One on One: North Carolina’s most popular columnist
By D.G. Martin
Who is North Carolina’s most popular weekly newspaper columnist?
Maybe John Hood, Tom Campbell, Gary Pearce or someone else who regularly brings a special message that helps us understand government and politics.
Or perhaps someone like Bill Thompson in Whiteville or Steve Bouser in Southern Pines who regularly entertain readers and provide much appreciated guidance.
There are lots of good choices, but my favorite North Carolina columnist is Barry Saunders, who for 24 years entertained and informed readers of the News & Observer.
Why has he been so popular? One reason is that he pokes fun at himself over and over again. Thus, when he skewers politicians and rich and famous people, you can laugh, knowing that Saunders does not mean his attacks personally. In fact, he welcomes and celebrates with humor the voluminous criticisms he gets from those who disagree.
One of Saunders’ favorite people is former Raleigh mayor Tom Fetzer, whom he attacked regularly and mercilessly. Why does he like Fetzer, notwithstanding their political differences?
“Fetzer never held it against me,” Saunders says, pointing out that whenever he ran into Fetzer after he had attacked him, Fetzer was gracious and friendly.
Like Saunders, I do not agree with Fetzer’s politics, but I admire his willingness and ability to laugh at and with his attacker.
And I admire Saunders for cultivating that kind of relationship with those who are “on the other side.”
Saunders is black, but he skewered prima donnas of all colors.
Saunders’ columns were so popular that some people bought the paper just to read his provocative commentary. In that respect he was like the comic strip “Peanuts” or the crossword puzzle. People opened the paper just to read them. A newspaper editor who omitted them was risking losing a subscriber.
The N&O published two books of his columns, “Do Unto Others … and Then Run” and “And the Horse You Rode In On, Saunders!”
All that made it hard to believe when the N&O discontinued Saunders’ column in 2017 as part of the severe cutbacks it made to try to balance its books in very challenging economic times.
Still, the N&O knew the risk it was taking. The paper’s executive editor John Drescher wrote, “For more than two decades, Barry Saunders has been one of the Triangle’s leading voices. He’s been courageous, he’s been insightful, he’s been funny. Barry’s deep roots in North Carolina clearly influenced his work and helped make him a must-read for many of our readers.”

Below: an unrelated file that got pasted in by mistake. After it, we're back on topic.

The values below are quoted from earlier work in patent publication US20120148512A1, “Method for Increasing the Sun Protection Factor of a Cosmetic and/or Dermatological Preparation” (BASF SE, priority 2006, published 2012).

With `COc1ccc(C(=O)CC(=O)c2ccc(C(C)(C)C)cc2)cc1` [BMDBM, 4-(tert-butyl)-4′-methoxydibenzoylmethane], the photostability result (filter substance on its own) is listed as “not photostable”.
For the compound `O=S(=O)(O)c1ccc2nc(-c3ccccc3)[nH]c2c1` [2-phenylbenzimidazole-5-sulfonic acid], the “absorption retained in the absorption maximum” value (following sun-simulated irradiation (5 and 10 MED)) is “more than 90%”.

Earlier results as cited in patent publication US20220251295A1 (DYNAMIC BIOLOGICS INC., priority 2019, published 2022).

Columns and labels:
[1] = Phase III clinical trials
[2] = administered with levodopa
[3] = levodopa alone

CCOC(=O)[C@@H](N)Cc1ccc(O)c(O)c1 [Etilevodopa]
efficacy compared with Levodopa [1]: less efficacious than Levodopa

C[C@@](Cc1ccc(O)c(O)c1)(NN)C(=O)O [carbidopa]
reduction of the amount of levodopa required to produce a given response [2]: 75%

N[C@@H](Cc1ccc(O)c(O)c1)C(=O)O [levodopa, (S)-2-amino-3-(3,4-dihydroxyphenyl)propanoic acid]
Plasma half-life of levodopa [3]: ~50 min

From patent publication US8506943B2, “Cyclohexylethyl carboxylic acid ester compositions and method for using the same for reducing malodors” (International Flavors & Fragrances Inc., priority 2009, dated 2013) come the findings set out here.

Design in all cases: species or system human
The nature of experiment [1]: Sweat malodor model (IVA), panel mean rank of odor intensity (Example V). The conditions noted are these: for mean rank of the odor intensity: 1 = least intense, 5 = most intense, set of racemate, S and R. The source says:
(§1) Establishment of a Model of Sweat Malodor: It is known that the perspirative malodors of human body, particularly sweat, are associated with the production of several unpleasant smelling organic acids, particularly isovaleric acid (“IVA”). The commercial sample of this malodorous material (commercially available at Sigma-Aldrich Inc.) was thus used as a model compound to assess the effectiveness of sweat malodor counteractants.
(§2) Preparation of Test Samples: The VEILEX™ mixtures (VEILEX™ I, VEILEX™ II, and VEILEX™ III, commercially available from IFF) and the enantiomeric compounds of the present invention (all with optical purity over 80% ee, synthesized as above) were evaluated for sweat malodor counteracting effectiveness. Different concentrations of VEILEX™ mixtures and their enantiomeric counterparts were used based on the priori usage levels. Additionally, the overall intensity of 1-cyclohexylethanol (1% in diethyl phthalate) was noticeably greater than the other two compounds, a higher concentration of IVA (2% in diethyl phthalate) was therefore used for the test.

The article announcing Saunders’ departure acknowledged his special value: “Often, Saunders’ topics were serious ones, and his commentary was pointed – decrying neighborhood crime, calling out racism or taking public officials to task when they needed it.”
In a recent conversation with Saunders, I tried to get him to explain what makes a good column. Is it surprise and humor combined with a serious message? He dodged the question, but he shared this: “I know I have a good column when I can write it quickly. But if I have to struggle with it, write and rewrite, and start all over again, I know it’s best to trash it and write about something else.”
In that respect, he explained, it is like a poem or a song. The best ones come smoothly when already you know what you want to say and there is a moment of inspiration that opens door to writing it down.
The best news is that Saunders is back writing for the N&O, Durham Herald-Sun and The Charlotte Observer.
So, you ask, “What good is that for me? I don’t read those papers.”
First of all, you can find his columns on the web at www.thesaundersreport.com.
Also, you can know that this columnist is doing his best to learn from Saunders how to do a better job so you will enjoy reading this column even more.
D.G. Martin hosts “North Carolina Bookwatch,” Sundays at 3:30 p.m. and Tuesdays at 5 p.m. on PBS North Carolina (formerly UNC-TV). The program also airs on the North Carolina Channel Tuesdays at 8 p.m. and other times.
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